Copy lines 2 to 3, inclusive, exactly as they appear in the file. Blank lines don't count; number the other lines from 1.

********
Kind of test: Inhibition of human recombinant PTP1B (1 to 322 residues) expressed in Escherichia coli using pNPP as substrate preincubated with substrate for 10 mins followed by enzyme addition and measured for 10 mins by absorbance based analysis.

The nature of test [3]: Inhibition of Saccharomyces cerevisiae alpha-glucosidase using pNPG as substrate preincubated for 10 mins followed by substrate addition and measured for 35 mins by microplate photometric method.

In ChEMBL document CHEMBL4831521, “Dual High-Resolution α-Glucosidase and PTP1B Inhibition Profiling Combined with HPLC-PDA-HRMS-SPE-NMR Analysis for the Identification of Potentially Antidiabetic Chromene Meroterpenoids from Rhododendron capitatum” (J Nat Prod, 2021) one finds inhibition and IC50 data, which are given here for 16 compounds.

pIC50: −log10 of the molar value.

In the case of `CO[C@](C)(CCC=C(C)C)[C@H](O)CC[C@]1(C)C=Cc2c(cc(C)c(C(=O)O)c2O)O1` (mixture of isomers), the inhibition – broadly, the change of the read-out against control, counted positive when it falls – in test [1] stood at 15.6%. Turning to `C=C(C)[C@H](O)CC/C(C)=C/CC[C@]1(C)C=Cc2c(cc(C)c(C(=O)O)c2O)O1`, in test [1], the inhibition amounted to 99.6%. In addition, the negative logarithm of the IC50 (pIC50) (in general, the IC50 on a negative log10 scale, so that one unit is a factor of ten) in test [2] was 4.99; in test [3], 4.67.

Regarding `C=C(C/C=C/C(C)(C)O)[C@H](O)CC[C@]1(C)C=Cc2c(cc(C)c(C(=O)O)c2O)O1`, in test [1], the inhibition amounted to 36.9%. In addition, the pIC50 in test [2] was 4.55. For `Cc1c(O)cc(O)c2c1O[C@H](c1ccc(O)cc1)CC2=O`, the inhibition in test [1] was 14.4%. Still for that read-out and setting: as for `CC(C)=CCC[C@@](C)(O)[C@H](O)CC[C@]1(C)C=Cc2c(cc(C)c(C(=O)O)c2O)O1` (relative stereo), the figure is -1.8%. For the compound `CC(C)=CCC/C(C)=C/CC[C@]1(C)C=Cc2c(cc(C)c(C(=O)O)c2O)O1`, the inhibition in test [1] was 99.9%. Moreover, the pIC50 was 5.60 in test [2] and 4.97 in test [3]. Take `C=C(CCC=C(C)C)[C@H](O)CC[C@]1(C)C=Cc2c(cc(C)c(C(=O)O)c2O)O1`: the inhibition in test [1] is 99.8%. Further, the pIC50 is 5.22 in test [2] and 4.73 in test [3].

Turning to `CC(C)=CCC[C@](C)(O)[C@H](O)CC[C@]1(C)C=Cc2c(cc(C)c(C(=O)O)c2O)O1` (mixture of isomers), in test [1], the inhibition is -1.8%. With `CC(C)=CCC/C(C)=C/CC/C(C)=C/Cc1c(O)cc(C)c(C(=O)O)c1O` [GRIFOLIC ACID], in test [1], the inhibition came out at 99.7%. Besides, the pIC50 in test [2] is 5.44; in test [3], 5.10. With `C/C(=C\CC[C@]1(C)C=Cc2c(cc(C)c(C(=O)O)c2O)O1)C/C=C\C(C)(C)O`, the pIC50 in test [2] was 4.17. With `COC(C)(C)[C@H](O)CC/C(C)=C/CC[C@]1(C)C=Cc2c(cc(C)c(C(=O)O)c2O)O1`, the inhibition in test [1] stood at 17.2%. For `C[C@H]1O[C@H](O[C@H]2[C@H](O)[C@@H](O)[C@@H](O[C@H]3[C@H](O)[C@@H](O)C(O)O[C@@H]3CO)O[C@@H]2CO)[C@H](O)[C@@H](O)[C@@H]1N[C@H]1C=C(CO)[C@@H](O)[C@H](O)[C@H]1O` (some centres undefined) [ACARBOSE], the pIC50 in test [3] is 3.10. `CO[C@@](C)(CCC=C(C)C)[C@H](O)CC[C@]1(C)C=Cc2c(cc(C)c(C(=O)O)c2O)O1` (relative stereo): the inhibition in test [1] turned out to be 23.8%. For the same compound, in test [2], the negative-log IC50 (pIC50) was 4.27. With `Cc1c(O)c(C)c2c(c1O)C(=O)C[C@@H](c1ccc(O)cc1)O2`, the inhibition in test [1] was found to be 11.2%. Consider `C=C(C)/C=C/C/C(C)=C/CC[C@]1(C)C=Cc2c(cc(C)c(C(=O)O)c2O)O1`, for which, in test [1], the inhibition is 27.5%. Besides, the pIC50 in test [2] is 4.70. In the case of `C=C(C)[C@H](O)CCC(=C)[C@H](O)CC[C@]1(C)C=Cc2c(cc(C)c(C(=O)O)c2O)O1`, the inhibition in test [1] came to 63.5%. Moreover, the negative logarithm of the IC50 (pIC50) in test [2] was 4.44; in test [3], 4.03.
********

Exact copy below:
The nature of test [3]: Inhibition of Saccharomyces cerevisiae alpha-glucosidase using pNPG as substrate preincubated for 10 mins followed by substrate addition and measured for 35 mins by microplate photometric method.

In ChEMBL document CHEMBL4831521, “Dual High-Resolution α-Glucosidase and PTP1B Inhibition Profiling Combined with HPLC-PDA-HRMS-SPE-NMR Analysis for the Identification of Potentially Antidiabetic Chromene Meroterpenoids from Rhododendron capitatum” (J Nat Prod, 2021) one finds inhibition and IC50 data, which are given here for 16 compounds.